Cessna 172 Flight Training172 Cessna flight training
Flying a Cessna
Examine a Cessna 172 airplane dashboard. This is a typical airplane control unit with six round "basic flight instruments", often referred to as six packs. There are six different types of music in the following order on the dashboard: Above LH - The top LH indicates the speed of the airplane, usually in nodes. Above middle - The artificial horizon shows the flight position and whether the airplane climbs or descends as well as whether it is in a shore right or right.
Above right - The altimeter displays the elevation (height) of the airplane in foot MSL-foot above mean or mean ocean levels. Bottom LH - The direction indicator is a double gauge that indicates the tilt you are at during a lap (change of direction) as well as whether you are in coordinated flight and feel the correct G-force in the seated position from the curve.
Calibration must be performed according to a periodic timetable. Bottom right - The vertical speed indicator shows how quickly the airplane rises or falls. Investigate plane checks. Do not fully remove the button unless you are on the floor and prepared to stop the motor.
Usually dampers are used to bring the airplane to a secure airspeed in preparedness for descent. Notice that the dampers should be pushed forward groove by groove, one step (10°) at a time. Selecting the type of petrol tanks - A Cessna 172 is almost always adjusted to "Both tanks". "Yokes " ("Steering Wheel") - This is used to adjust the setting (climb and turn) and the airplane velocity.
Rotate the bay to the right and right to overtake the plane. Pushing the lower part of the foot pedal allows you to steer on the take-off and landing runways. Inspection fairing - There are two fairing rings in the front part. On the one hand the pilot adjusts the elevator and on the other hand the elevator, thus decreasing the pilot force necessary to actuate the relevant position.
Tuning makes it easier for you to keep your flight heading. Be careful not to overtrim when you land, as you may not have enough tilt controls to quickly increase height in the event of a go-around. Get on the plane and devote your free moments to study each one.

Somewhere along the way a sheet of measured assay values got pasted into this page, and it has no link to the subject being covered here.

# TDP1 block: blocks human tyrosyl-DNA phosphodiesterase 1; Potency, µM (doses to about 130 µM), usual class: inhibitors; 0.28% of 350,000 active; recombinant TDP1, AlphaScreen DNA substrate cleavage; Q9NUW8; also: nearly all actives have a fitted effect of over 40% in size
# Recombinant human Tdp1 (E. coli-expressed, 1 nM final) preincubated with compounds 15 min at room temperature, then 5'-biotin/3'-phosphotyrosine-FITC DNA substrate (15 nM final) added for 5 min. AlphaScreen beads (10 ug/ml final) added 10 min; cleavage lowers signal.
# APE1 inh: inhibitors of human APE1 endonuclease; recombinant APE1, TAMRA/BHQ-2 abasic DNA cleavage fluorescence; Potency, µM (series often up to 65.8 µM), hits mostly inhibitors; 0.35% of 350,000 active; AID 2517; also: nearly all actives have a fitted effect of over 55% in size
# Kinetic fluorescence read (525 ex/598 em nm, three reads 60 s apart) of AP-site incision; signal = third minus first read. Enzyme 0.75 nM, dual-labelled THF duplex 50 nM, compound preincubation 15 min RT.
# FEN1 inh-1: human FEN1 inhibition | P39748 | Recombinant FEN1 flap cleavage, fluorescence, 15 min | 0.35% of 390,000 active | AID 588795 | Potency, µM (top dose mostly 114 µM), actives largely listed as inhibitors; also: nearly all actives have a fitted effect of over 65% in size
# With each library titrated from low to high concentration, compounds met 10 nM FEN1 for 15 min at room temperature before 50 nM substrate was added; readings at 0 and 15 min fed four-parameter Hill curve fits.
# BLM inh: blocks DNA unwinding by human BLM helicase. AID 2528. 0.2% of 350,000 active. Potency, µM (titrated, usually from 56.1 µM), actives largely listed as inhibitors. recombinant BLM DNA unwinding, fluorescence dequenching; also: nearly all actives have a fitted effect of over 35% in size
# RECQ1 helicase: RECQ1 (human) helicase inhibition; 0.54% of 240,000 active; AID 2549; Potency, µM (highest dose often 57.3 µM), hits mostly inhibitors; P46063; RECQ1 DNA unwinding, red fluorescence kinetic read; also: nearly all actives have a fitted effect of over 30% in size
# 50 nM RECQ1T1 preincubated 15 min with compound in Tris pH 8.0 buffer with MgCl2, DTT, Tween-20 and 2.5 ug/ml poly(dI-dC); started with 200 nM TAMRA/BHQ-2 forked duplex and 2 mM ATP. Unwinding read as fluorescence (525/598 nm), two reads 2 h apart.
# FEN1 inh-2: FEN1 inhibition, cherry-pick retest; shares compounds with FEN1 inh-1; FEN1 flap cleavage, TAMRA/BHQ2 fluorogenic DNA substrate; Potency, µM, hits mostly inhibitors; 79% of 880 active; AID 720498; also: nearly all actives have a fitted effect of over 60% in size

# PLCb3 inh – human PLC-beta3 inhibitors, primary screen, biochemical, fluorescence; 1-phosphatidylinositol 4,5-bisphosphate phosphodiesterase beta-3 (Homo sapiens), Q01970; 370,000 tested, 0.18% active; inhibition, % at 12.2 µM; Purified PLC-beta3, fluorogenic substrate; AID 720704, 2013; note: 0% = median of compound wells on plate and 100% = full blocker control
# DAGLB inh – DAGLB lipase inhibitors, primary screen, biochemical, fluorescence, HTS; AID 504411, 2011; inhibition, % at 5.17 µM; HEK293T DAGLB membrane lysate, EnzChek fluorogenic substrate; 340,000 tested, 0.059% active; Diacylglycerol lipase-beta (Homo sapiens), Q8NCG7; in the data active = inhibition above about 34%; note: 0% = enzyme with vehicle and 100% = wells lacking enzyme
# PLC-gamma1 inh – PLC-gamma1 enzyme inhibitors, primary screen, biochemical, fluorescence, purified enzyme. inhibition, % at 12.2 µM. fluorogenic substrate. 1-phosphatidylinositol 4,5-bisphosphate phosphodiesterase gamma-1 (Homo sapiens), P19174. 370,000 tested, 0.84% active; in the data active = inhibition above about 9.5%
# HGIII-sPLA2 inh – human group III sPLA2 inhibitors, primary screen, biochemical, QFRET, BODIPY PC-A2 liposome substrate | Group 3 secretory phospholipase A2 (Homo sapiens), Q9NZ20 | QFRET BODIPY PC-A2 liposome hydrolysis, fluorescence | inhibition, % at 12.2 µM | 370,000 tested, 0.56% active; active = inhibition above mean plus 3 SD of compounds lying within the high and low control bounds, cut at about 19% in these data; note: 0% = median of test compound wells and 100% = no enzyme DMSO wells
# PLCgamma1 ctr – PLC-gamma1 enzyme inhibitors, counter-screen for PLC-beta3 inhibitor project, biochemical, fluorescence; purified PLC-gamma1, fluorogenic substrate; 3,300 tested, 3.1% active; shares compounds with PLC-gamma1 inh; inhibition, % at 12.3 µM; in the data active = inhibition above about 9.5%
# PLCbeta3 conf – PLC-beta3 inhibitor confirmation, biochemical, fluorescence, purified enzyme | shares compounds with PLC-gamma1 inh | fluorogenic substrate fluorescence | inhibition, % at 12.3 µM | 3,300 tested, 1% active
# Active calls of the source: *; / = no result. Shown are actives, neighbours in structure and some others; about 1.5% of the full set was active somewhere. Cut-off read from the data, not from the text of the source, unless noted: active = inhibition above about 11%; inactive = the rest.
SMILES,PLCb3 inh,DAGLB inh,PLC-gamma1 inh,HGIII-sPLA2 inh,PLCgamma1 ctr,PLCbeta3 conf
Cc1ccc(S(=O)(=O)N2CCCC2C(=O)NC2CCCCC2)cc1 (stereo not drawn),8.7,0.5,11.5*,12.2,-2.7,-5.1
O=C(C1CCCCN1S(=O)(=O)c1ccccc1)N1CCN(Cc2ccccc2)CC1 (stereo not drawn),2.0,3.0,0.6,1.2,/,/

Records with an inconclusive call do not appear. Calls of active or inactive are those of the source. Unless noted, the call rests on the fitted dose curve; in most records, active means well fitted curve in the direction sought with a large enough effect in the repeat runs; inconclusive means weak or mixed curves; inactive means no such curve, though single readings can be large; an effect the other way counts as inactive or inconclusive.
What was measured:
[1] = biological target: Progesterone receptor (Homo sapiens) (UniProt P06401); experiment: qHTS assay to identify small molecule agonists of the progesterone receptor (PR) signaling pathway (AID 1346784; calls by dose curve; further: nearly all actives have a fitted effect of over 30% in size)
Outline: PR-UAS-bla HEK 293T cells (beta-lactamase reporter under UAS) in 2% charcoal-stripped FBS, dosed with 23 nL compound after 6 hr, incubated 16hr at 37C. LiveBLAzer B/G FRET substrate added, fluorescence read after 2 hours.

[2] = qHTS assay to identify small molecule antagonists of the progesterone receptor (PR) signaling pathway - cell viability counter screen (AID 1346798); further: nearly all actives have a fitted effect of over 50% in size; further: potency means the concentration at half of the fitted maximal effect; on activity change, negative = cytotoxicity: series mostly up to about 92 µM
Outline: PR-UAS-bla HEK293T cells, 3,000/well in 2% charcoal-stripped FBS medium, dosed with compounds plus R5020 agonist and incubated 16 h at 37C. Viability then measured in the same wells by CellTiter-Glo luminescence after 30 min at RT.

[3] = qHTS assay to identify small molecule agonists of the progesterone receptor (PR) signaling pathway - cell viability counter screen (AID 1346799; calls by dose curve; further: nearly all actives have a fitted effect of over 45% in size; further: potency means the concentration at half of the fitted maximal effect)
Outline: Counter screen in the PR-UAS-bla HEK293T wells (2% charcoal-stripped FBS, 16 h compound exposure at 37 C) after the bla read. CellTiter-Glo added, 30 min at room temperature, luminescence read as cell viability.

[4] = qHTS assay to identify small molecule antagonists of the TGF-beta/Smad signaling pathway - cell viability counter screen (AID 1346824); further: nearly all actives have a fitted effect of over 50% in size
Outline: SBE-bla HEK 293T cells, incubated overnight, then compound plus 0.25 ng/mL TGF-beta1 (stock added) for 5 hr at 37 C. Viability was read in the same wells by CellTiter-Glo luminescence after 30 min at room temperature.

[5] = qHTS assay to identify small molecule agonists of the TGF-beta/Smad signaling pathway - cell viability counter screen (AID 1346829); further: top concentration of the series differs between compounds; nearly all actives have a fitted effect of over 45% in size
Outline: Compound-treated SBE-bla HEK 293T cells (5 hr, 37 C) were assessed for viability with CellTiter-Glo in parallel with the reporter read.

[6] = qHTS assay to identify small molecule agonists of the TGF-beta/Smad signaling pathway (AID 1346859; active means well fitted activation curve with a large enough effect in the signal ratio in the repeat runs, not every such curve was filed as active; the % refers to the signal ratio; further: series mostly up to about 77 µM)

They should be able to find and name each tool at a glance, even in a shaded dashboard setting, and also describe the information you receive from each tool. Take a look at the meters and see if you can describe the meter and know how you would use its measurements to adapt your trajectory.
You are strongly advised to take enough air travel to be familiar with all your musical equipment and to have the feeling that you have it. Locate a wireless handbook and tune the walkie-talkies to the frequency you need to talk to them: Below is an example for most cross-country flying.
The airport controls. Air traffic controller. Air Flight Service Center. Air traffic controller. Air Traffic Approach. If you are a new pupil, however, you can adjust to the speed of the floor controller and ask the floor controller for a wireless signal. As an alternative, your flight tutor will make this information available to you.
The VOR is the most important feature in IFRS approach, but no longer the only choice when vision is bad, GPS has taken the place of VOR in some respects such as VFR flight and even ISLS approach. When you have the VOR handbook, you should be able to hear the original and even test your VOR instrument for precision by looking at it on the airplane control board.
As an alternative, your trainer will show you how to setup the instrument and make the necessary instrument available to you. Practise establishing your own BEFORE radio station at the airfield while you are on the floor. Drive to the test area "Compass Rose" and switch on the front lights in your airplane.
Now most planes have got global positioning systems and some skilled pilot even have a portable GPS. It' s a good idea to have a few more. It is not legally allowed to operate the airplane, but it is still useful from now on. The airplane edition, however, is designed so that you'll probably have to invest many long hours really good at coding and interpretation of the global positioning system indicator (and that should be your goal).
ADF is a great back-up system that shows you where to use a system that searches for a LAN ADF base unit or a AM general purpose audio and points to the audio sources. When you turn the arrow in the right and left directions and turn and fly, you will be taken directly to the earth terminal.